Kopensubtitles2 en Young doesn’t know what he’s talking about industry. The blunt streak, about young graduates vying for permanent positions in the ruthless world of finance, requires actors to introduce vague terms so quickly that you might think they’ve understood the meaning behind what they’re saying; You will be wrong.
“I just can’t understand his math,” says the 52-year-old star Lost And the rush hour. “It took me a long time to get what’s ‘short’, and I still can’t say I understand it now. You borrow something, sell it, then buy it and give it back? I have to try to imagine it as something tangible, like a loaf of bread. But it doesn’t always work like that.” The method in financing because of its subtleties.” Google will tell you that a stock short is when a trader borrows shares from a broker and immediately sells them in the expectation that the stock price will drop soon – that is, when they have to pay for it – so they can reap the difference. or something like that. Thank God, have fun industry A bachelor’s degree in macroeconomics is not required.
industryCreated by ex-financial boys Mickey Dawn and Conrad Kay, it’s proof that good writing performed by good actors is all we really need to make the series highly watchable. This and Coke’s weird sex scene. Powered by a tense, tech-packed score, this is TV by cardiac arrest. “Millennials mad men,” I am offering independent‘s Five-star review for season one put it. The show returns to BBC One for its second round on Tuesday, and the new episodes have more disturbing action than the first.
The throbbing heart of the office bull is Eric Tao, Leung’s warm personality. Eric is the type of boss who will give you wise advice and acceptance on your way to the office, but will alert you loudly in front of everyone 10 minutes later. Leung plays him as a friendly pet who will bare his teeth without warning. Sure, it’s a startling contrast to the actor in front of me today. Leung is laid-back and calm. It has a sound suitable for ASMR videos. Despite Eric’s ups and downs, it is he who asks his student Harper Stern (Myha’la Herrold) in the first episode of the new season to visit an “inside service for problems and moods.” [and] The mental side is more than your health.” When Harper asks, perplexed, whether he himself has visited these experts, Eric ignores the question. The unspoken context of the scene suggests that some people feel reluctance to address their mental health and are only looking at it As, in the words of Eric himself, “the dictates of corporations.”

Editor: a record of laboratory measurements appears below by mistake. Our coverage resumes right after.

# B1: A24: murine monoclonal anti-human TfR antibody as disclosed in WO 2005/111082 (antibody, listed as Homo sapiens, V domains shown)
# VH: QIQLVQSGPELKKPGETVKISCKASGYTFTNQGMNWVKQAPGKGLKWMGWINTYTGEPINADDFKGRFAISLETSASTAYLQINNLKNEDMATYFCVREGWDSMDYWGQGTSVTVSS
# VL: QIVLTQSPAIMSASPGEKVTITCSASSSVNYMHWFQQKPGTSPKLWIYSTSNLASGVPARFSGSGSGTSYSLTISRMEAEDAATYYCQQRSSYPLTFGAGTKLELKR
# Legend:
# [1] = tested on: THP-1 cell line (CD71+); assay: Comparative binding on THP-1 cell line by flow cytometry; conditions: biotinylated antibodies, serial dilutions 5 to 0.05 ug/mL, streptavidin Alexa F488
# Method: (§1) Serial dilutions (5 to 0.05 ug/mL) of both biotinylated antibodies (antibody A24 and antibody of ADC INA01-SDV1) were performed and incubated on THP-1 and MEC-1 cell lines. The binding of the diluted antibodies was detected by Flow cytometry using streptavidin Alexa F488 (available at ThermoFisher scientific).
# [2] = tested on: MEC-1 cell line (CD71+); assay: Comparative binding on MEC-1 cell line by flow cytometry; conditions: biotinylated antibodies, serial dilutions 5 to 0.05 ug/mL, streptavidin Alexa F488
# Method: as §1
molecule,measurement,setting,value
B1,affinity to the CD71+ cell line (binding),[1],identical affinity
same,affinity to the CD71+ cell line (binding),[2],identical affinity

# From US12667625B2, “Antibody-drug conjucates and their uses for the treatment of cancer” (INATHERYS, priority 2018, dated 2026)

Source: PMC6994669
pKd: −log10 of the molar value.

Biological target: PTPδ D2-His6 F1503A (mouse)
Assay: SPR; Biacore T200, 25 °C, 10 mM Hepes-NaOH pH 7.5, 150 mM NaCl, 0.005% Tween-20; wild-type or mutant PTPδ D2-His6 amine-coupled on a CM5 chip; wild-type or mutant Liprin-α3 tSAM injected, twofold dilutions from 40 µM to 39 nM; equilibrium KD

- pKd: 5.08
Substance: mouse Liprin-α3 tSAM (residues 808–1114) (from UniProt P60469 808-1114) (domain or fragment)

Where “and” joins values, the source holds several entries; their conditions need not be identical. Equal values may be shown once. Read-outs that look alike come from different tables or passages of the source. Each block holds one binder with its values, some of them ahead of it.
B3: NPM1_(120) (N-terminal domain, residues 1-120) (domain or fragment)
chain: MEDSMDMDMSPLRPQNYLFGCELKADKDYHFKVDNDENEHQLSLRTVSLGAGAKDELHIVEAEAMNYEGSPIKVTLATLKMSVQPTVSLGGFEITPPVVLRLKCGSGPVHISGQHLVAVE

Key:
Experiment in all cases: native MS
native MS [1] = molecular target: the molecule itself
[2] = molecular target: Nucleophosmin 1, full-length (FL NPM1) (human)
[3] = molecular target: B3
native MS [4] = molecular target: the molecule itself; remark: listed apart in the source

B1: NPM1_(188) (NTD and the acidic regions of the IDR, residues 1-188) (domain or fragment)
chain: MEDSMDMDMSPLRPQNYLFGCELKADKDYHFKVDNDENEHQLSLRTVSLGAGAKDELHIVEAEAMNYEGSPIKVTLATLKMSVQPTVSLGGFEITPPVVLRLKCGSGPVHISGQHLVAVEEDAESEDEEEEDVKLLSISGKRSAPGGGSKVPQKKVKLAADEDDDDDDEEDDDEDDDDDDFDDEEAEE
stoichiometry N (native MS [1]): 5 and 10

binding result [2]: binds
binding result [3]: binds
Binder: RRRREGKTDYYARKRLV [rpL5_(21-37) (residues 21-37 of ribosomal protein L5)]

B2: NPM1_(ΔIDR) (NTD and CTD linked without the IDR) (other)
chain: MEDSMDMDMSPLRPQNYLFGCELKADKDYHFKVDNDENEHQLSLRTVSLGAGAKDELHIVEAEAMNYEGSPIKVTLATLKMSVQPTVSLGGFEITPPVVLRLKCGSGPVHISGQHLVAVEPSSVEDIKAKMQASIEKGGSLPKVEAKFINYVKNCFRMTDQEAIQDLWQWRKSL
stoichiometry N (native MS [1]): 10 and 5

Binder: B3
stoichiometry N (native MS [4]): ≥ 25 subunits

Leung, who was born to Chinese parents in New York City, agrees that there is an obstacle surrounding the usefulness of therapy among people of a certain age, but he doesn’t think it’s just a generational issue: “Sometimes it’s cultural,” he says. “Like my father – for the longest time, I tried to get my mother to speak intelligently to someone, but it can’t come from me; it has to come from her. I think there is a stigma among her generation, perhaps the immigrant mentality that says something must be wrong. In you, like admitting that you are sick. You cannot be a normal person and need a therapist. There is definitely this point of view.”
Leung is open about “not having a lot of relationships” with his parents. In the past, he’s talked about their initial opposition to his chosen job, and I wonder if they’re now impressed with his career. After all, Leung has been in the profession for 24 years. He first appeared as a villain opposite Jackie Chan and Chris Tucker in the 1998 action movie Friends rush hour Since then, he has traversed the musical genres, playing a smart electronics store owner in the Edward Norton comedy Keep the faith (2000), a police detective committed to a horror film saw (2004), the abrasive and satiric Miles Strom in Losta character who became as beloved as the originals despite joining the show in its fourth season (2008).
Given Leung’s success, you would think that his parents might have watered down his chosen career. He told me they “didn’t ask him questions” about his job. “My dad is retired now, but he was a high school teacher, and a lot of his students would know me and ask him to get them autographs, and that was the only time we touched on the topic of me as an actor,” he says. “They may be watching things – I have no evidence that they do.” He smiles sadly. “Even though I had Lost An action character, and they’ve actually made it out of that.”